[May 30, 2019] I grew up in the Deep South part of the United States. As a kid, my biggest fear was getting bit by a Water Moccasin snake1 and eaten by an alligator. One of the first scary films (I cannot remember the name) I saw as a kid showed a man falling into a pit of alligators somewhere in Africa. To me, the expression up to your neck in alligators has an additional, more emotional meaning.
Leaders often find themselves surrounded by ‘alligators.’ It is easy to be overcome by the many miscellaneous and marginal issues, worries, problems, or tasks; so much so that a leader can lose sight of the mission. I’ve found myself in this position many times. Too many things to do and not enough time is a common barrier to leader success.
This situation can see rightly judged as a failure of leadership. A leader who is being overwhelmed is also a leader who has not properly delegated work, prioritized tasks, or given clear guidance. As an Infantry Company Commander, my unit regularly succeeded in external evaluations, but I was personally admonished for being a micromanager (an insult if there ever was one).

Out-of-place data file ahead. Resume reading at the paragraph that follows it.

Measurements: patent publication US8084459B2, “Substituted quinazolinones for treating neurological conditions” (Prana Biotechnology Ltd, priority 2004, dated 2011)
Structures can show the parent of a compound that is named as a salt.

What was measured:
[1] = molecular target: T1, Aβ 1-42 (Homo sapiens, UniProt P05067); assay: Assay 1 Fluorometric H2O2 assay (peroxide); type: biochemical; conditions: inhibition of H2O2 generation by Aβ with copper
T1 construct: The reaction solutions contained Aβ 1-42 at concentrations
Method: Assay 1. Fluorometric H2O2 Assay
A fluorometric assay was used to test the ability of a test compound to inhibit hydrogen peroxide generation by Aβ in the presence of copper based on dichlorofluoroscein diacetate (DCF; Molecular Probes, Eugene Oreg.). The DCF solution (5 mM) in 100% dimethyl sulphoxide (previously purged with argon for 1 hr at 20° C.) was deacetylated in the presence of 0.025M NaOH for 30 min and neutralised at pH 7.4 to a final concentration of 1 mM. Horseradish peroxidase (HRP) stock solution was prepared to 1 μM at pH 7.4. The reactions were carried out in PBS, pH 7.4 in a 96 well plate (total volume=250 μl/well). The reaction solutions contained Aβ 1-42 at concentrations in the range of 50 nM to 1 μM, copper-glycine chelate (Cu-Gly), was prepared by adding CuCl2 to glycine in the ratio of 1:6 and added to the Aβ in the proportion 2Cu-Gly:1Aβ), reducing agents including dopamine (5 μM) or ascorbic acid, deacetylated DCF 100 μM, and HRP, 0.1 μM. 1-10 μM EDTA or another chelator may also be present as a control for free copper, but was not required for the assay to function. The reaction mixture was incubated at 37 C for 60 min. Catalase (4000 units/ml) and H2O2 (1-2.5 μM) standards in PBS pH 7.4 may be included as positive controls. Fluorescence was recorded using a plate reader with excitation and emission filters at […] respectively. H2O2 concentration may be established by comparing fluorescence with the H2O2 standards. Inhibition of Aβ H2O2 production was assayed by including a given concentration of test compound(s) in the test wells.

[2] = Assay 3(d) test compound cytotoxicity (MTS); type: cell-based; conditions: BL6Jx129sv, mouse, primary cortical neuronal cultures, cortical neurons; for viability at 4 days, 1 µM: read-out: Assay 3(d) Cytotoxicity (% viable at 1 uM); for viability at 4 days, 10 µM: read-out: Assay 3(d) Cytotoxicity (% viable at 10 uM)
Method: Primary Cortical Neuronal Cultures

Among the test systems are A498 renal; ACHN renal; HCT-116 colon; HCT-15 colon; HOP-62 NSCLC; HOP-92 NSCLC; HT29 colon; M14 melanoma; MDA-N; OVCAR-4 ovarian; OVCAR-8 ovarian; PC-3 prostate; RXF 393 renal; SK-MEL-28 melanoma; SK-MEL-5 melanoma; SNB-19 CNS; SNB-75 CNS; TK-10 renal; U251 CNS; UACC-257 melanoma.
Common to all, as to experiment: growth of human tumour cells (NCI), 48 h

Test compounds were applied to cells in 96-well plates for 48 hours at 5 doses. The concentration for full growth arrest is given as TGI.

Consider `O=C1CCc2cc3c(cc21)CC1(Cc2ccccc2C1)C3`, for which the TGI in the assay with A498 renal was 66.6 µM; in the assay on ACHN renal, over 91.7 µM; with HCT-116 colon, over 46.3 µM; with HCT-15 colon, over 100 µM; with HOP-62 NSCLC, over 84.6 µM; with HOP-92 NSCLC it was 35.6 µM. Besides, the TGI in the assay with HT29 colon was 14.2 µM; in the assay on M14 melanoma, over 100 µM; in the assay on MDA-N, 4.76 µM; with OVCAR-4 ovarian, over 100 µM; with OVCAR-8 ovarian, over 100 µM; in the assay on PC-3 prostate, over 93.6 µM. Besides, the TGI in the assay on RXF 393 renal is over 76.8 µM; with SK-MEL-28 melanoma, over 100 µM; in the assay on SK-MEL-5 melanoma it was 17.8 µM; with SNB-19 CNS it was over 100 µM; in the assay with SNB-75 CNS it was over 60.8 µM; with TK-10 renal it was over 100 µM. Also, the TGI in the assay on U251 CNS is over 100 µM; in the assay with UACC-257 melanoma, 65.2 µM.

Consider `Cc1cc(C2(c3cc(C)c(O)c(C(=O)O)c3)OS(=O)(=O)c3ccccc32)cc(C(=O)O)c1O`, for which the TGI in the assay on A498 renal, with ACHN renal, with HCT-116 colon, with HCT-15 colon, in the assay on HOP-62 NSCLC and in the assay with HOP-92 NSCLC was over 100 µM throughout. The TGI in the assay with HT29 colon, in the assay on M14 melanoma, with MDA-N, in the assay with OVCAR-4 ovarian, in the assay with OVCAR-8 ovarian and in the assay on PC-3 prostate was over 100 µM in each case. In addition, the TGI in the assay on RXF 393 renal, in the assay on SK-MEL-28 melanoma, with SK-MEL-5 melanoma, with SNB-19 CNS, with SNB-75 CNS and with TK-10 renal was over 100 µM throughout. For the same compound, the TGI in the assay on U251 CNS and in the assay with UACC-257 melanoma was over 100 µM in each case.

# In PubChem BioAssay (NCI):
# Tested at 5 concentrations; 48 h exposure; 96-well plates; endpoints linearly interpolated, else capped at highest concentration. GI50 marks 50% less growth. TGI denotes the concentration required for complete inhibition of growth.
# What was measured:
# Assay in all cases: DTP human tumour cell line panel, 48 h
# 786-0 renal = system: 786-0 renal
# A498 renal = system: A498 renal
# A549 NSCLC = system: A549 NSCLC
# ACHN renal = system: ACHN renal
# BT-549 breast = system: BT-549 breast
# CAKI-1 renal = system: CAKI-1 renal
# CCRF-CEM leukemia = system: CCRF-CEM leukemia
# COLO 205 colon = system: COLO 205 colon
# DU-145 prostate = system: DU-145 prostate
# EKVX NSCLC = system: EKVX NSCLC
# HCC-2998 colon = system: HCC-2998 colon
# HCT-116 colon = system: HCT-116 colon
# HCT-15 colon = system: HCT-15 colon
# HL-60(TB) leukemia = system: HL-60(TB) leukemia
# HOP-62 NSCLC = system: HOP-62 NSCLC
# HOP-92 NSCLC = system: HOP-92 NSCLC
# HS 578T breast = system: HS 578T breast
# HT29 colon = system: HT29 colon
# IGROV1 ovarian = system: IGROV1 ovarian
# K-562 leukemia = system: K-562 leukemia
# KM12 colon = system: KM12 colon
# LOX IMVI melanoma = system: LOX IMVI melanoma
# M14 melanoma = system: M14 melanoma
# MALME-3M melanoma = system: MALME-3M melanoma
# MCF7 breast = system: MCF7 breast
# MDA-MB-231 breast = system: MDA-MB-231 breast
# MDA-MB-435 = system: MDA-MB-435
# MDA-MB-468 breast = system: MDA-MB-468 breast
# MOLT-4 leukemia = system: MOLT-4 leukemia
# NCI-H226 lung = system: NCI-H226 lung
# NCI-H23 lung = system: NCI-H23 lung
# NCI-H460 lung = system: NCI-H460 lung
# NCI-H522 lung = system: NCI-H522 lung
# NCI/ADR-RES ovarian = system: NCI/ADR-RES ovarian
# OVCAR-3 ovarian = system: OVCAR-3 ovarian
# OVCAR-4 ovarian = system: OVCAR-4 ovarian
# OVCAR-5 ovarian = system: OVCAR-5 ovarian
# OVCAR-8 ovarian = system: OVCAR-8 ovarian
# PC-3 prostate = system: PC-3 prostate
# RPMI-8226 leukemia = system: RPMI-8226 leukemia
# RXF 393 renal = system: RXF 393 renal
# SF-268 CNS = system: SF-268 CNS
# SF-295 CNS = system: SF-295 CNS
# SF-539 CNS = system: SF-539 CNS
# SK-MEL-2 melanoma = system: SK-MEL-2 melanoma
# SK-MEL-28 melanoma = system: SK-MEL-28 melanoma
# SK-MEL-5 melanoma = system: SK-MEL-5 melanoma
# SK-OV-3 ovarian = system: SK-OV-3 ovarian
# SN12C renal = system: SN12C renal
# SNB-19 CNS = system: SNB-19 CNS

“I trust the people who are working for me. I delegate.” – Mario Draghi, Italian economist and President of the European Central Bank
My boss told me that I took on too many of the junior leader tasks that should have gone to my subordinates. It showed a lack of trust in their abilities and lack of respect for their rank and responsibilities. At the time, I thought to myself that this was a bunch of garbage, but later I understood.
It’s very instructive to realize that, as a leader, you cannot do everything. A leader needs to delegate, find the experts, and who is good at a given task, and consult with them. A big part of responsible leadership is knowing when to take something on and when not to.
In the U.S. military or any large organization, if you cannot delegate by the time you’re a junior leader, you will not make it. Watch out for the alligators.